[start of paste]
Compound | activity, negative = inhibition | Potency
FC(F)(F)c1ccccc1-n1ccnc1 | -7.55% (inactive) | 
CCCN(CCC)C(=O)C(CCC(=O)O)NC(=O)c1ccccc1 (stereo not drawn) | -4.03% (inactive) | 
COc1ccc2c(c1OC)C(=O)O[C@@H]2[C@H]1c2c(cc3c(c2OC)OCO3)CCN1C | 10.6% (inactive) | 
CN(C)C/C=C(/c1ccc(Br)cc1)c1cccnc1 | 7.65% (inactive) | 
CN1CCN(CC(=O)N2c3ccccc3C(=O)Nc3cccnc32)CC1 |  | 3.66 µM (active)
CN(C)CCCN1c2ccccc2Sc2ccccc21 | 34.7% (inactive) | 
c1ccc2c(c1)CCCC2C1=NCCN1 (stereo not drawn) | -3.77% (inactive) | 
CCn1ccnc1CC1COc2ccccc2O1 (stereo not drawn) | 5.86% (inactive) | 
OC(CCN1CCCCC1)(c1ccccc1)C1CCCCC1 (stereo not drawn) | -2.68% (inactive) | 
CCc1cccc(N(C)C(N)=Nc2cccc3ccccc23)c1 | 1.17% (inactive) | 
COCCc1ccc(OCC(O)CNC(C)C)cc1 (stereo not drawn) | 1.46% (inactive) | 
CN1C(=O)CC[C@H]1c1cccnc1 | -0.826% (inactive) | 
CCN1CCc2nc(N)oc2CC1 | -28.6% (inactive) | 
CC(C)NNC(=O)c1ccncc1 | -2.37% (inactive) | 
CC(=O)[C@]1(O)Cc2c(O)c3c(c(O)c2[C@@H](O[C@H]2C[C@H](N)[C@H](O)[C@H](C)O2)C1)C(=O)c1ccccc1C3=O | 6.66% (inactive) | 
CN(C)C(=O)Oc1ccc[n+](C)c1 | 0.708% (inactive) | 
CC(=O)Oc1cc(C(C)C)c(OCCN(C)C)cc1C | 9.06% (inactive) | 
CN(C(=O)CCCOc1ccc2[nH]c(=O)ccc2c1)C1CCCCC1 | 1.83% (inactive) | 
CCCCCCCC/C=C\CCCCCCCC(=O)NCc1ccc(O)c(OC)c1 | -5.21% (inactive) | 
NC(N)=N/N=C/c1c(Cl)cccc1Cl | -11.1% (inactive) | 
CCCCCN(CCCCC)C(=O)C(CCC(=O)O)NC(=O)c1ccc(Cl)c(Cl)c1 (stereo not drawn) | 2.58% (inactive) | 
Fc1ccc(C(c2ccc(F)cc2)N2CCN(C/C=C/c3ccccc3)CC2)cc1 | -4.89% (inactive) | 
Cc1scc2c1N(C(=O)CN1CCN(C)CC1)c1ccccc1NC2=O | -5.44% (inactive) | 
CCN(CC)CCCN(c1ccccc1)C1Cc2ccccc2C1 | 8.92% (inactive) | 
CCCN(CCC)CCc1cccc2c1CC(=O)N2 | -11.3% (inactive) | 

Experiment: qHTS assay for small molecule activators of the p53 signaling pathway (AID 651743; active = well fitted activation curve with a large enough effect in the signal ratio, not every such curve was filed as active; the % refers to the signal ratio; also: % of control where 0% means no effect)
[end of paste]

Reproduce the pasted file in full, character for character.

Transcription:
Compound | activity, negative = inhibition | Potency
FC(F)(F)c1ccccc1-n1ccnc1 | -7.55% (inactive) | 
CCCN(CCC)C(=O)C(CCC(=O)O)NC(=O)c1ccccc1 (stereo not drawn) | -4.03% (inactive) | 
COc1ccc2c(c1OC)C(=O)O[C@@H]2[C@H]1c2c(cc3c(c2OC)OCO3)CCN1C | 10.6% (inactive) | 
CN(C)C/C=C(/c1ccc(Br)cc1)c1cccnc1 | 7.65% (inactive) | 
CN1CCN(CC(=O)N2c3ccccc3C(=O)Nc3cccnc32)CC1 |  | 3.66 µM (active)
CN(C)CCCN1c2ccccc2Sc2ccccc21 | 34.7% (inactive) | 
c1ccc2c(c1)CCCC2C1=NCCN1 (stereo not drawn) | -3.77% (inactive) | 
CCn1ccnc1CC1COc2ccccc2O1 (stereo not drawn) | 5.86% (inactive) | 
OC(CCN1CCCCC1)(c1ccccc1)C1CCCCC1 (stereo not drawn) | -2.68% (inactive) | 
CCc1cccc(N(C)C(N)=Nc2cccc3ccccc23)c1 | 1.17% (inactive) | 
COCCc1ccc(OCC(O)CNC(C)C)cc1 (stereo not drawn) | 1.46% (inactive) | 
CN1C(=O)CC[C@H]1c1cccnc1 | -0.826% (inactive) | 
CCN1CCc2nc(N)oc2CC1 | -28.6% (inactive) | 
CC(C)NNC(=O)c1ccncc1 | -2.37% (inactive) | 
CC(=O)[C@]1(O)Cc2c(O)c3c(c(O)c2[C@@H](O[C@H]2C[C@H](N)[C@H](O)[C@H](C)O2)C1)C(=O)c1ccccc1C3=O | 6.66% (inactive) | 
CN(C)C(=O)Oc1ccc[n+](C)c1 | 0.708% (inactive) | 
CC(=O)Oc1cc(C(C)C)c(OCCN(C)C)cc1C | 9.06% (inactive) | 
CN(C(=O)CCCOc1ccc2[nH]c(=O)ccc2c1)C1CCCCC1 | 1.83% (inactive) | 
CCCCCCCC/C=C\CCCCCCCC(=O)NCc1ccc(O)c(OC)c1 | -5.21% (inactive) | 
NC(N)=N/N=C/c1c(Cl)cccc1Cl | -11.1% (inactive) | 
CCCCCN(CCCCC)C(=O)C(CCC(=O)O)NC(=O)c1ccc(Cl)c(Cl)c1 (stereo not drawn) | 2.58% (inactive) | 
Fc1ccc(C(c2ccc(F)cc2)N2CCN(C/C=C/c3ccccc3)CC2)cc1 | -4.89% (inactive) | 
Cc1scc2c1N(C(=O)CN1CCN(C)CC1)c1ccccc1NC2=O | -5.44% (inactive) | 
CCN(CC)CCCN(c1ccccc1)C1Cc2ccccc2C1 | 8.92% (inactive) | 
CCCN(CCC)CCc1cccc2c1CC(=O)N2 | -11.3% (inactive) | 

Experiment: qHTS assay for small molecule activators of the p53 signaling pathway (AID 651743; active = well fitted activation curve with a large enough effect in the signal ratio, not every such curve was filed as active; the % refers to the signal ratio; also: % of control where 0% means no effect)